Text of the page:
Yogurt can help boost your immunity - According to some studies, the probiotics in yogurt can help enhance immunity, possibly by producing more infection-fighting white blood cells.

Yogurt can help with blood pressure - Yogurt is rich in potassium, which is known to help lower blood pressure. It is also critical for enabling the heart to beat properly.

Yogurt contains lots of vitamins and minerals – One serving of yogurt contains fair to high amounts of potassium, phosphorus, vitamin B5, zinc and riboflavin. It is also rich in B12, which is necessary for maintaining red blood cells, and aids in nervous system function.

Local family is here to help all their neighbors really cleanup!- Saturday, September 9, 2017

If you know us at all, you know that Prisco’s is hard core local and we believe in fiercely supporting community artisans and manufactures by providing shelf space and other support for their goods in our store. One such company that we haven’t mentioned for a while is Aroma Roots. Maria Skokan and her family have a super product line of all-natural bath and skin care products as well as a number of environmentally friendly cleaning products.

Aroma Roots is an all-natural handmade soap company that works with an ancient artisan recipe using a cold-process method and only the finest organic herbs and essential oils. Their soap is hand-cut and every bar is individually wrapped, making each one special. In essence, Aroma Roots was created by the Skokan family for your family.

Each soap is hand crafted and does not contain animal fats such as lard or tallow, synthetic dyes, formaldehyde or paraben preservatives, lathering agents, or hardeners. Their hypo-allergenic cleansing bars are 100% vegetable-based, containing the purest Olive, Coconut, Shea butter, Sunflower and Palm oils, to name a few, enriched with plant botanicals, milks, clays, spices, and essential oils.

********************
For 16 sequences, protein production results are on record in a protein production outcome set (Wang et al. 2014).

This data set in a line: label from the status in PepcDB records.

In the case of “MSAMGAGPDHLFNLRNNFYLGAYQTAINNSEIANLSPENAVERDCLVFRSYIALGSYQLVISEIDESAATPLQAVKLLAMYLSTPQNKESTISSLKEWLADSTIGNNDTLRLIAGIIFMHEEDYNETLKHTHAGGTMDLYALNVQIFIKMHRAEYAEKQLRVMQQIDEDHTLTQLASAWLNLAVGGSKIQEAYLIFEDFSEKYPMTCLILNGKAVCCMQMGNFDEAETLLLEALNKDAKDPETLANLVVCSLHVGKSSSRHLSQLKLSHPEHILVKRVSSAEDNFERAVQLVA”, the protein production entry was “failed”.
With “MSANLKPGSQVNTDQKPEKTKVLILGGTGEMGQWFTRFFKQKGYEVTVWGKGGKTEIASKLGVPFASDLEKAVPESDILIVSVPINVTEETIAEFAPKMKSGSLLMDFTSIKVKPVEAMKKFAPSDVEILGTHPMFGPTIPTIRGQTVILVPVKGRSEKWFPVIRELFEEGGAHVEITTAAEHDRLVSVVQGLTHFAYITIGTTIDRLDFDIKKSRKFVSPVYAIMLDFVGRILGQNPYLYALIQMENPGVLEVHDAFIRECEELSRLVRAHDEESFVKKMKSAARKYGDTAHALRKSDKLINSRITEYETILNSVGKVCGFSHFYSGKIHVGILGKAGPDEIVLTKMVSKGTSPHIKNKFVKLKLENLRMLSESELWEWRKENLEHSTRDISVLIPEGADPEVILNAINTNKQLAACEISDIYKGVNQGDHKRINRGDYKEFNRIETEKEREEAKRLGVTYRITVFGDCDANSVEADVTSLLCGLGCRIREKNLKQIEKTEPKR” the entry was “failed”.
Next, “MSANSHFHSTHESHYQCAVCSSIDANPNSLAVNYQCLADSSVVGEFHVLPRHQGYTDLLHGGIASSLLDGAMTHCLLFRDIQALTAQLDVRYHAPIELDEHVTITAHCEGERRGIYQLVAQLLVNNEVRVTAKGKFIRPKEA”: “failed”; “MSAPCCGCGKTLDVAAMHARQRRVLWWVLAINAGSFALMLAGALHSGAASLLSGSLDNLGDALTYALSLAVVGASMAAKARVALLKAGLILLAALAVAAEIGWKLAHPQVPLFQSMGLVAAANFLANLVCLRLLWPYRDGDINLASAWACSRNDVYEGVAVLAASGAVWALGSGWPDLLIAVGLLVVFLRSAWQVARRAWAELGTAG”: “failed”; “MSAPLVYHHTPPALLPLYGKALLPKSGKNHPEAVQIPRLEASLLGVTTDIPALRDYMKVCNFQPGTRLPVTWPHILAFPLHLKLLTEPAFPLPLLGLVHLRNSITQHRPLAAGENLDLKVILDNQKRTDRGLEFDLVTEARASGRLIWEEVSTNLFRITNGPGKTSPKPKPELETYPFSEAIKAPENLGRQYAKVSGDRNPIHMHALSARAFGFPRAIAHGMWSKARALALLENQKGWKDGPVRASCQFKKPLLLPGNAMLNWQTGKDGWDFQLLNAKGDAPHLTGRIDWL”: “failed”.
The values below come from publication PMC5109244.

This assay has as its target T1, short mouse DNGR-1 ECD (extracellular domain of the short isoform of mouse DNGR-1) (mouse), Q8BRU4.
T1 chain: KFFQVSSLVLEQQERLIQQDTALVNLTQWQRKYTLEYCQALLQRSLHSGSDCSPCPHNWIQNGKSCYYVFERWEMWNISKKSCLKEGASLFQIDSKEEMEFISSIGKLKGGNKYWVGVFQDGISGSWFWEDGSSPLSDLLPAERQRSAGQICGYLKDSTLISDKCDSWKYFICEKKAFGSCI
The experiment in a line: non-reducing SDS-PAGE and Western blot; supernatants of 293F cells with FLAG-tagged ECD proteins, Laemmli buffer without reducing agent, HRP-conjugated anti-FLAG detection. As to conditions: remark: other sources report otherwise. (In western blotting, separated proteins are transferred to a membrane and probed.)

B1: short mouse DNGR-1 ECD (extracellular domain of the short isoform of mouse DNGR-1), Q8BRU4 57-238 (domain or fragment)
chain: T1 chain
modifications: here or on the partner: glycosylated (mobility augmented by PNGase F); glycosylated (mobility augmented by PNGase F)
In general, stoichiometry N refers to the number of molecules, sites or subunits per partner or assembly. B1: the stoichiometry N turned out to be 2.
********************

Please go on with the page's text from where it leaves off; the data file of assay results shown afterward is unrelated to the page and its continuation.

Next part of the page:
To ensure freshness, they are hand-crafted in small batches, hand cut and allowed to cure to produce a hard, long-lasting bar. Finally, each cleansing bar is individually wrapped to prevent the loss of precious aroma and moisturizing properties.

We strongly encourage you to try Aroma Roots bath bars and other bath and skin care products. This week, purchase $10 or more worth of any Aroma Roots locally made items and we will take $3 off the total purchase automatically at the register. Enjoy these great products, and enjoy the knowledge that you are helping support a great Aurora Family as well.


Meet you in the Soap Aisle.


Chicago Bears tied for top spot in the Central Division of the NFL!- Tuesday, September 5, 2017

For all you Bears fans, I wanted to get that one out there while I still could. As with any new season, hope springs eternal and while few if any of us are making plans for a Super Bowl trip this season, we certainly look forward to better things in 2017.

With the Labor Day holiday behind us, things are definitely beginning to change here at the store, as it does each year this time as the kids are now back in school and our eating habits are shifting to reflect the changes in weather. Burgers and brats are being phased out and replaced by chili, meatloaf and pot roasts in the meat department.

While the air temperatures are still quite pleasant, a Friday evening high school football game is a great way to enjoy the time with friends and neighbors. Another favorite pastime is a visit to your college Alma Mater for a football game on a sunny Saturday afternoon...